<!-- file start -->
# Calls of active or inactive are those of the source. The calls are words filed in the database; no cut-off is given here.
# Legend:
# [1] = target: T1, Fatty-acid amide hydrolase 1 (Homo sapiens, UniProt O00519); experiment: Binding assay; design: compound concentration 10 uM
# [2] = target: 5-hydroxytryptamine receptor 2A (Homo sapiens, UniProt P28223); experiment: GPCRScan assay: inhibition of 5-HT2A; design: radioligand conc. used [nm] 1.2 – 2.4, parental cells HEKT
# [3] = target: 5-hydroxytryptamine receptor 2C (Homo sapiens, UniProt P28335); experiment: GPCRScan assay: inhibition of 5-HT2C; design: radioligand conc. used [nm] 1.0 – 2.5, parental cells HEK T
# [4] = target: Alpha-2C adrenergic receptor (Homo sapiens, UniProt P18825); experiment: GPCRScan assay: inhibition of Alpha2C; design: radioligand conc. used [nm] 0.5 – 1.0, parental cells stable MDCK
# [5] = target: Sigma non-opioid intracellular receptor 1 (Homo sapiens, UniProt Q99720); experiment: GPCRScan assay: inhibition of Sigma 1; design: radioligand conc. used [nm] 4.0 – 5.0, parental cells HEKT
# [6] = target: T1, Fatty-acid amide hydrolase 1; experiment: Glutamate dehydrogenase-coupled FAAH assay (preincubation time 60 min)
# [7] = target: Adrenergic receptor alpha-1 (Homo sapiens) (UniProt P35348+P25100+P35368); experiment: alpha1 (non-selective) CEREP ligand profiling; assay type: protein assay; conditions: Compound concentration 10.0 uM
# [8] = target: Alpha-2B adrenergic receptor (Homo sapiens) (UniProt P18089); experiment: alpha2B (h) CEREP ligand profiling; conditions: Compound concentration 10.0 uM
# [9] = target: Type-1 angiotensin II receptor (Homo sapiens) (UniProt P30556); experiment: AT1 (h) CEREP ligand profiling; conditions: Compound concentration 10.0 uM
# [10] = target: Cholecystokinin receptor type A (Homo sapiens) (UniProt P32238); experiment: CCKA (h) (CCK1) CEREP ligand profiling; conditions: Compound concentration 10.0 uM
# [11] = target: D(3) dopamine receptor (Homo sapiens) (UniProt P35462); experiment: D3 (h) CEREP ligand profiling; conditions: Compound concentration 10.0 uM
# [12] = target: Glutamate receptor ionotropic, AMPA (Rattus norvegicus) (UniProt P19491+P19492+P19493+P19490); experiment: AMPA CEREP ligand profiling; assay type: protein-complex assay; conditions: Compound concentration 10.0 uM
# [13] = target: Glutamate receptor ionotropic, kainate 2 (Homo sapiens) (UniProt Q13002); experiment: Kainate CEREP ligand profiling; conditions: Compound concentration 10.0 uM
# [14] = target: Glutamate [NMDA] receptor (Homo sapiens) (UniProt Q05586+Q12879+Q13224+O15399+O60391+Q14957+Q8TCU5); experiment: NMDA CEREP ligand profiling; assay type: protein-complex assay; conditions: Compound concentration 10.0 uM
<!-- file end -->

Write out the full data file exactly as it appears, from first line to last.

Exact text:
# Calls of active or inactive are those of the source. The calls are words filed in the database; no cut-off is given here.
# Legend:
# [1] = target: T1, Fatty-acid amide hydrolase 1 (Homo sapiens, UniProt O00519); experiment: Binding assay; design: compound concentration 10 uM
# [2] = target: 5-hydroxytryptamine receptor 2A (Homo sapiens, UniProt P28223); experiment: GPCRScan assay: inhibition of 5-HT2A; design: radioligand conc. used [nm] 1.2 – 2.4, parental cells HEKT
# [3] = target: 5-hydroxytryptamine receptor 2C (Homo sapiens, UniProt P28335); experiment: GPCRScan assay: inhibition of 5-HT2C; design: radioligand conc. used [nm] 1.0 – 2.5, parental cells HEK T
# [4] = target: Alpha-2C adrenergic receptor (Homo sapiens, UniProt P18825); experiment: GPCRScan assay: inhibition of Alpha2C; design: radioligand conc. used [nm] 0.5 – 1.0, parental cells stable MDCK
# [5] = target: Sigma non-opioid intracellular receptor 1 (Homo sapiens, UniProt Q99720); experiment: GPCRScan assay: inhibition of Sigma 1; design: radioligand conc. used [nm] 4.0 – 5.0, parental cells HEKT
# [6] = target: T1, Fatty-acid amide hydrolase 1; experiment: Glutamate dehydrogenase-coupled FAAH assay (preincubation time 60 min)
# [7] = target: Adrenergic receptor alpha-1 (Homo sapiens) (UniProt P35348+P25100+P35368); experiment: alpha1 (non-selective) CEREP ligand profiling; assay type: protein assay; conditions: Compound concentration 10.0 uM
# [8] = target: Alpha-2B adrenergic receptor (Homo sapiens) (UniProt P18089); experiment: alpha2B (h) CEREP ligand profiling; conditions: Compound concentration 10.0 uM
# [9] = target: Type-1 angiotensin II receptor (Homo sapiens) (UniProt P30556); experiment: AT1 (h) CEREP ligand profiling; conditions: Compound concentration 10.0 uM
# [10] = target: Cholecystokinin receptor type A (Homo sapiens) (UniProt P32238); experiment: CCKA (h) (CCK1) CEREP ligand profiling; conditions: Compound concentration 10.0 uM
# [11] = target: D(3) dopamine receptor (Homo sapiens) (UniProt P35462); experiment: D3 (h) CEREP ligand profiling; conditions: Compound concentration 10.0 uM
# [12] = target: Glutamate receptor ionotropic, AMPA (Rattus norvegicus) (UniProt P19491+P19492+P19493+P19490); experiment: AMPA CEREP ligand profiling; assay type: protein-complex assay; conditions: Compound concentration 10.0 uM
# [13] = target: Glutamate receptor ionotropic, kainate 2 (Homo sapiens) (UniProt Q13002); experiment: Kainate CEREP ligand profiling; conditions: Compound concentration 10.0 uM
# [14] = target: Glutamate [NMDA] receptor (Homo sapiens) (UniProt Q05586+Q12879+Q13224+O15399+O60391+Q14957+Q8TCU5); experiment: NMDA CEREP ligand profiling; assay type: protein-complex assay; conditions: Compound concentration 10.0 uM